Collier County prepares for Elsa’s possible impacts



COLLIER COUNTY

It’s always best to be prepared, and that’s exactly what’s going on in Southwest Florida ahead of possible impacts from Hurricane Elsa.

From shelters to evacuation plans, Collier County wasn’t taking any chances Friday.

As everyone in the state gets a better idea about Elsa’s ultimate path, emergency management ensures it’s prepared for anything.

“At this point, this is really difficult,” said Dan Summers, the director of Collier County Bureau of Emergency Services. “We’re seeing a fast-moving storm; we don’t know what that storm’s ultimate timing will be; of the peninsula, Florida, is in the cone.

Summers and his team are watching the hurricane’s track closely, hoping for the total miss but preparing for a direct hit. If that proves to be the case, Collier County might have to order an evacuation.

That would mean Joseph Schilling, who is visiting the region from Maryland this holiday weekend, might have to leave early.

“Just do a lot of praying and think, you know, we’re not from here, so we don’t know about the evacuation zones and all of that stuff, and no one’s really said anything,” Schilling said.

Collier County has six evacuation zones. The A zone is along the coast, B and C zones a little bit inland, followed by the larger D, E and F zones.

Summers told us it’s critical everyone knows their evacuation zone, and it’s critical the county clear its drains and swales.

“We have our road maintenance division crews getting prepared as always,” said Connie Deane, the community liaison for the Collier County growth management department. “They do on an annual basis the cleaning of the swells, making sure everything is under control.”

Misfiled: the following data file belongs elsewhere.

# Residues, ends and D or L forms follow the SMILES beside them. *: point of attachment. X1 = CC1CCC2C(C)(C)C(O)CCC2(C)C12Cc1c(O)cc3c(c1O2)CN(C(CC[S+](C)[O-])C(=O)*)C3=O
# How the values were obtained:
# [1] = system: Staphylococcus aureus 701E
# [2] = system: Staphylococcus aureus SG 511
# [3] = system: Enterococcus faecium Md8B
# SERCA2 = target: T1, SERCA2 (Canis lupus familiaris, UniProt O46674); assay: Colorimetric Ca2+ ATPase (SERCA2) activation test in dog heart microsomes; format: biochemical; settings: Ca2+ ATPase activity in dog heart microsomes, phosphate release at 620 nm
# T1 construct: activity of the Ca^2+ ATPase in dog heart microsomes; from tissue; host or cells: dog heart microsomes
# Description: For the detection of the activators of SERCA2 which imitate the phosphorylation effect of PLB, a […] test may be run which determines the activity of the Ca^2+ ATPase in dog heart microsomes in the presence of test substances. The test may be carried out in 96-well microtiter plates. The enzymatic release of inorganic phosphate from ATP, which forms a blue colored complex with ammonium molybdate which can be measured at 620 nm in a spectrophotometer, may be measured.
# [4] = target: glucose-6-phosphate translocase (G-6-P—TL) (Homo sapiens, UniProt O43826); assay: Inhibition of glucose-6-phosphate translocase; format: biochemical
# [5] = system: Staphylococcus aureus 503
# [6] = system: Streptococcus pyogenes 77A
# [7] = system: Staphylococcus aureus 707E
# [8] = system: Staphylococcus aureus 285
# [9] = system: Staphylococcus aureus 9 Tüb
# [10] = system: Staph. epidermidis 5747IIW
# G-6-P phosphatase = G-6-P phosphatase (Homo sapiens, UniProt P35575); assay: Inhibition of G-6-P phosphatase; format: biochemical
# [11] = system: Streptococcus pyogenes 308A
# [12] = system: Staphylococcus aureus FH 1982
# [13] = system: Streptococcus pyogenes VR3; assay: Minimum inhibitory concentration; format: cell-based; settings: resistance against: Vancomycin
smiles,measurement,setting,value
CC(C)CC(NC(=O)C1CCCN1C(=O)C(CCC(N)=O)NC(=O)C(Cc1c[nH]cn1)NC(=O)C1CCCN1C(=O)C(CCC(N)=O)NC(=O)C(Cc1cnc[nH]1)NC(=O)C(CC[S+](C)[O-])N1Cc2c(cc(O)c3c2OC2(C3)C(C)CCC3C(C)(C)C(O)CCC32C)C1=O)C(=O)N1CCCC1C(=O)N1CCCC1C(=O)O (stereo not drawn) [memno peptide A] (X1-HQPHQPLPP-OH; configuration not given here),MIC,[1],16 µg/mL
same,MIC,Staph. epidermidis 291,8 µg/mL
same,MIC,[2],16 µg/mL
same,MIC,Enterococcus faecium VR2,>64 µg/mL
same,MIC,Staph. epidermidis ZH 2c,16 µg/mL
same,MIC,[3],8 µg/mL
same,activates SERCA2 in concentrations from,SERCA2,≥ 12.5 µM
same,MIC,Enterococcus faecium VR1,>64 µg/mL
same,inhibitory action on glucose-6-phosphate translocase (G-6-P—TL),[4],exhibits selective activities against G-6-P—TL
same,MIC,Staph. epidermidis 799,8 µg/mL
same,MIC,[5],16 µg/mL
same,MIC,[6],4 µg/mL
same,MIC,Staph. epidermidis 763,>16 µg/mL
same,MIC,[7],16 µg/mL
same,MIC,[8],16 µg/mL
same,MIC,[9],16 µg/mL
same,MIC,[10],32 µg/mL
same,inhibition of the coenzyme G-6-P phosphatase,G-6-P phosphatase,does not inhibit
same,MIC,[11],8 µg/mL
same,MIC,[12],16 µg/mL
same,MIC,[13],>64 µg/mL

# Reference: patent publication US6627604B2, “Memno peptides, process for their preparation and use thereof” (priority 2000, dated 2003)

If you’re in a low-lying part of the county and you need to get out, there will be a safe place for you to go.

“Right now, we have five shelters on standby,” Summers said. “We have supplies and equipment at five. If it becomes necessary and again we think that’s more than enough in this particular situation.”

The county has not announced where those five shelters will bet yet, but they assured us they will be ready. Reminder: For those residents living in low-lying areas, Collier County dos not provide sandbags. So it’s recommended to buy items such as bags of mulch or soil to protect homes against possible storm surge.

Community members on Marco Island prepare

Teddy Naftal Jr. is a charter boat captain at Marco Island Backwater Fishing, and he isn’t worried about the possibility of Elsa making waves early next week.

“The way they’re talking, I don’t think it’s going to be too bad,” Naftal said.

Naftal isn’t worried because he knows how to prepare for a hurricane, since he makes his living on the water.

“You should never let your guard down,” Naftal said. “If you got a boat and water, make sure it gets secured, tied off in several different ways, or mine, I’ll probably pull it out on trailer and take it home.”

Cindy Leclaire at the Snook Inn restaurant makes her living on dry land, but she knows how important it is to get ready for any approaching storm.

“The old snook inn has been through so many that we’re just used to being able to batten down the hatches get things where they need to be,” Leclaire said.

Leclair told us her staff is ready for anything from a full-blown hurricane to a crush of customers.

“We just go with the flow,” Leclaire said. “We can be prepared at a moment’s notice, or be open also in a moment.”

Duke Pfitzinger told us this is his family’s first storm after moving her from Kansas, and they’re taking no chances.

“Batteries, water, canned goods,” Pfitzinger said. “We redid the drainage in the house.”

One thing everyone we spoke to on Marco Island agrees upon was the importance to stay informed and stay ready because it’s better to over prepare than not prepare at all.

“The nice thing again, with hurricanes, you can get prepared, so you get again as much prepared as you can and then hope for the best and get prepared for the worst,” said.



Source link